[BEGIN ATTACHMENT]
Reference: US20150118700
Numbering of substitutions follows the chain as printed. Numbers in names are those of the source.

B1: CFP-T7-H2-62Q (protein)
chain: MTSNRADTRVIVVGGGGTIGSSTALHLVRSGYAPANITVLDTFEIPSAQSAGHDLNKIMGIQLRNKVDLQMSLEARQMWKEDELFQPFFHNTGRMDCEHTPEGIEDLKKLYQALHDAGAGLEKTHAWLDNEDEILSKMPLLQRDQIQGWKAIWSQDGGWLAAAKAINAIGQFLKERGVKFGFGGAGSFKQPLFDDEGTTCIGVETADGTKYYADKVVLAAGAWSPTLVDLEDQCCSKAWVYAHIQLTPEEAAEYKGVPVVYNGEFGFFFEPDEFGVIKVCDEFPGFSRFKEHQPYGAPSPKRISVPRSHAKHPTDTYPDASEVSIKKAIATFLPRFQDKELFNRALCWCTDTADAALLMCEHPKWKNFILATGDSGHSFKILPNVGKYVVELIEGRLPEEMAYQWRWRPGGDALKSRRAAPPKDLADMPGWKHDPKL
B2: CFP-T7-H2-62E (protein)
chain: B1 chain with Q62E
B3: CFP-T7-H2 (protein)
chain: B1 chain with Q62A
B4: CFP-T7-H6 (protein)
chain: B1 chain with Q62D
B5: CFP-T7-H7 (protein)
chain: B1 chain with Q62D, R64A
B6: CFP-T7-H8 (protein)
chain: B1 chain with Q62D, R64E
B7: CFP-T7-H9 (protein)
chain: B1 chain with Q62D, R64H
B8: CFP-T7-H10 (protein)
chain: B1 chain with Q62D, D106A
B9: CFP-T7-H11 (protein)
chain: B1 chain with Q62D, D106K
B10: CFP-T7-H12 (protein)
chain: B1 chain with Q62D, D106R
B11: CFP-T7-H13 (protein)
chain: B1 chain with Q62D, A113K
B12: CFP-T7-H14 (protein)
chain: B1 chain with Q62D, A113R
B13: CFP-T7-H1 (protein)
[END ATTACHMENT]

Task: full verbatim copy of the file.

Reference: US20150118700
Numbering of substitutions follows the chain as printed. Numbers in names are those of the source.

B1: CFP-T7-H2-62Q (protein)
chain: MTSNRADTRVIVVGGGGTIGSSTALHLVRSGYAPANITVLDTFEIPSAQSAGHDLNKIMGIQLRNKVDLQMSLEARQMWKEDELFQPFFHNTGRMDCEHTPEGIEDLKKLYQALHDAGAGLEKTHAWLDNEDEILSKMPLLQRDQIQGWKAIWSQDGGWLAAAKAINAIGQFLKERGVKFGFGGAGSFKQPLFDDEGTTCIGVETADGTKYYADKVVLAAGAWSPTLVDLEDQCCSKAWVYAHIQLTPEEAAEYKGVPVVYNGEFGFFFEPDEFGVIKVCDEFPGFSRFKEHQPYGAPSPKRISVPRSHAKHPTDTYPDASEVSIKKAIATFLPRFQDKELFNRALCWCTDTADAALLMCEHPKWKNFILATGDSGHSFKILPNVGKYVVELIEGRLPEEMAYQWRWRPGGDALKSRRAAPPKDLADMPGWKHDPKL
B2: CFP-T7-H2-62E (protein)
chain: B1 chain with Q62E
B3: CFP-T7-H2 (protein)
chain: B1 chain with Q62A
B4: CFP-T7-H6 (protein)
chain: B1 chain with Q62D
B5: CFP-T7-H7 (protein)
chain: B1 chain with Q62D, R64A
B6: CFP-T7-H8 (protein)
chain: B1 chain with Q62D, R64E
B7: CFP-T7-H9 (protein)
chain: B1 chain with Q62D, R64H
B8: CFP-T7-H10 (protein)
chain: B1 chain with Q62D, D106A
B9: CFP-T7-H11 (protein)
chain: B1 chain with Q62D, D106K
B10: CFP-T7-H12 (protein)
chain: B1 chain with Q62D, D106R
B11: CFP-T7-H13 (protein)
chain: B1 chain with Q62D, A113K
B12: CFP-T7-H14 (protein)
chain: B1 chain with Q62D, A113R
B13: CFP-T7-H1 (protein)